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Anis Najwa binti Nazari Ainaa Mazelin binti Mustafa Aina Zamirah binti Zamaili Nazira Adlin binti

Md Razi

Applied Economics: A tale of four economics


The article tells us about the rise and fall of four countries who contributed the largest economic result of all time. The country in analysis are USA, Germany, Japan and the United Kingdom. The economic growth for these countries are measured by unemployment rate, balance of payment, economic growth and inflation. These four play the most important factors in determining an economic performance of a country. Germany and Japan showed a successful economic performance with low inflation, low unemployment, high economic growth and a persistent current account surplus. They maintained this for most of the post-war period but started to decline in the 1990s for several reasons. Japan fluctuated from a series of recessions to short periods of positive economic growth. The 4-10 percent range of economic growth per annum plunged down to 1.3 per cent per annum over the period of 1991-2006. Depressed demands caused inflations whereby prices fell and increase for almost 8 years starting 1995. The low economic growth from the inflation affected the unemployment rate and by 2006, it doubled in amount. Germany suffered the same situation as Japan with 1991-2006 being a difficult period. The reunification of West Germany and East Germany played a huge role in their fall. East Germany is a command economy which means that the supply and price are not regulated by the market , but instead the government and they had low outputs per head compared to their western neighbour. The reunification resulted in transfer of resources from West Germany to East Germany but it still had a slow growth of economy. Sharing results with low growth countries ( France and Italy ) , their social economic model was criticised for being inefficient

as it practices high taxes for labour, and the difficulties in firing workers and other constraints scared the firms out of the market. Unemployment rate increased and was 41 per cent higher compared to 1991. Inflation fell by 2 per cent. USA and UK is the total opposite of Japan and Germany. They started out low with USA being lower than Japan and continental Europe and UK having disappointing economic performance with slow growth, persistent inflation and balance of payment problems. US garnered 2.5 per cent per yer between 1960 and 1990 and 3 per cent average in 1992 complimented with subdued inflation and strong economic growth. As for UK, after a deep recession in the early 90s, it got back on its track with 2.9 per cent between 1993 and 2006 compared to their previous 2.3 per cent whilst inflation still falling and unemployment halved. The performance of their current account of the balance of the payments can be interpreted in two ways. First, the unchanged current account deficits of the UK and US will affect the growth these economies as they borrow money to cover the deficits, they will have to repay with interests, which means they have to take out more money than the value borrowed in order to pay back. Japan who has run a persistent surplus will soar in the future. This changes for US and UK if their current account deficits are caused by inflows of investment capitals where foreigners invest their country for which they will benefit in the future. If Japan spends its current account surplus to invest in UK and US businesses, they will have a win-win situation in which we can see that they have to cooperate with each other to ensure better economic growth of the world.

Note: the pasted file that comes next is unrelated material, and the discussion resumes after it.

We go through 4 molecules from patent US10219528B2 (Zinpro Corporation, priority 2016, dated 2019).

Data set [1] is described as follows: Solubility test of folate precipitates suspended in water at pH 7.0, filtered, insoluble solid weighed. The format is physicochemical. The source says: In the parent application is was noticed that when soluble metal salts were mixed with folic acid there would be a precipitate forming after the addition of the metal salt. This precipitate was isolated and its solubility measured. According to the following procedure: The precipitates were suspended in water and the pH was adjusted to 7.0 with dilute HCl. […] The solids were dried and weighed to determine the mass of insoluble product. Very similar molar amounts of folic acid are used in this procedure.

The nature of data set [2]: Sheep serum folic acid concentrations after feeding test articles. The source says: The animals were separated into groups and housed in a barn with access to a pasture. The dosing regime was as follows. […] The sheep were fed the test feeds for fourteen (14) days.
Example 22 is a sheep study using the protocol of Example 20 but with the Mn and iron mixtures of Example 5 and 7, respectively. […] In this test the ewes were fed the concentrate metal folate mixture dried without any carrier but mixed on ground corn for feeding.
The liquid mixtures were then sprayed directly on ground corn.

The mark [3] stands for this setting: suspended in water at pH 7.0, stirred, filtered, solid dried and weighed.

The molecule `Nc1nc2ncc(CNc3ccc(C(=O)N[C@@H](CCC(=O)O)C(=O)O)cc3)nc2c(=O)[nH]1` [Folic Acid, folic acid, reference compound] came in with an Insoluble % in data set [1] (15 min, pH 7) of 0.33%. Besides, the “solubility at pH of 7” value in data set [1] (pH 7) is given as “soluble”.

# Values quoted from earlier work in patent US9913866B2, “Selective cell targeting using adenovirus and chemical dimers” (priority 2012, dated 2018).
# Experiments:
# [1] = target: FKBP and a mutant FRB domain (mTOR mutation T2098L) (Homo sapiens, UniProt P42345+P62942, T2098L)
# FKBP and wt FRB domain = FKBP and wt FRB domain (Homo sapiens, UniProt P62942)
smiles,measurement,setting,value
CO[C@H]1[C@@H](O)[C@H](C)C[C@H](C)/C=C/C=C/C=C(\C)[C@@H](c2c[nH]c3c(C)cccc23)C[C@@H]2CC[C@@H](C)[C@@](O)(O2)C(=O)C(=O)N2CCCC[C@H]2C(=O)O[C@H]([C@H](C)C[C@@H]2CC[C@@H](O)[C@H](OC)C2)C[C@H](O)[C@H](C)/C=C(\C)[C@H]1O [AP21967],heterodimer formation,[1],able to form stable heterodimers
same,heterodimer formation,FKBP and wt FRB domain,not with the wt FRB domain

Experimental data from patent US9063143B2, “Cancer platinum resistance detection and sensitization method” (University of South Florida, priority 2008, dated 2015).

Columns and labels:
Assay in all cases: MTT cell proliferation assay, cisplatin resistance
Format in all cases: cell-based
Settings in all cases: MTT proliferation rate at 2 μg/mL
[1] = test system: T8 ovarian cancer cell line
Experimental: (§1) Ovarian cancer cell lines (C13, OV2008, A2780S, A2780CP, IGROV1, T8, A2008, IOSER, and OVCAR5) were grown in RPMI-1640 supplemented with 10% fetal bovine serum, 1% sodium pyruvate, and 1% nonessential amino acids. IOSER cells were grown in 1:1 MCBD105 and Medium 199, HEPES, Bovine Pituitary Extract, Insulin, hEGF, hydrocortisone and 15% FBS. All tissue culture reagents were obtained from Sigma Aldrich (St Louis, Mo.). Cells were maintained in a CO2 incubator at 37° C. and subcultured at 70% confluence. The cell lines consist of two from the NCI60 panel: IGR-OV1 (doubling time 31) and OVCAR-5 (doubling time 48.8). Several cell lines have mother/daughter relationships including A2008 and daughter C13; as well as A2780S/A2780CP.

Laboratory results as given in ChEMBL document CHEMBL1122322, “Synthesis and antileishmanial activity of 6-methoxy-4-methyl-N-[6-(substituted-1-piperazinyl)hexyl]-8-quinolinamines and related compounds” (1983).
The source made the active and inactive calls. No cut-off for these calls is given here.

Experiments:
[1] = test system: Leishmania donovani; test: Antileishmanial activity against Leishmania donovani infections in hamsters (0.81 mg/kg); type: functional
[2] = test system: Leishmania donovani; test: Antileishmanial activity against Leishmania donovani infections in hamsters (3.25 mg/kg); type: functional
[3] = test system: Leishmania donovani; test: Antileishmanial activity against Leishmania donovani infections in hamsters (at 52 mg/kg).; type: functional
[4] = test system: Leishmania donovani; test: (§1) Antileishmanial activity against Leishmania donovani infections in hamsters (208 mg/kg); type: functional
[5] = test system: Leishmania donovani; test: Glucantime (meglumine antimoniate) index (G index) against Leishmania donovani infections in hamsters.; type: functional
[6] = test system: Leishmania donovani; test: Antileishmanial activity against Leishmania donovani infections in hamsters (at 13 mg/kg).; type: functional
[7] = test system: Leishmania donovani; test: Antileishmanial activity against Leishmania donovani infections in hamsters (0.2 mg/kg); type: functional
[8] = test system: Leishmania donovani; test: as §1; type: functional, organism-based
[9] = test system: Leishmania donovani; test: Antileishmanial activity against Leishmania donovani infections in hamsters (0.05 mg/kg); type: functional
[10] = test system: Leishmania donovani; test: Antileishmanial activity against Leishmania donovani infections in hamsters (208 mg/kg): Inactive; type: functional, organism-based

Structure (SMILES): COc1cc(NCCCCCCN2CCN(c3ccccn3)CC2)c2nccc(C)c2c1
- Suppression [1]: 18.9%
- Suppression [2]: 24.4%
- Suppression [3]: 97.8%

The UK and USA economies barely changed since 1970s and 1980s with an increase growth rate of around half a percent. However, Japan and Germany who were rising up to twice the rate of UK and US fell dramatically. Their growth rates have been half of UK and Usa since 1991. This sudden turn of events has been used to criticise the Anglo-Saxon economic model which associates with free markets and globalisation being superior than social economic model practiced by Germany that associates with more controlled market and protectionism. UK and US did a great job rather than their rivals, Germany and Japan but what worries economists is the fact that they have persistent current account deficits that will surely drag down thie success now if not careful.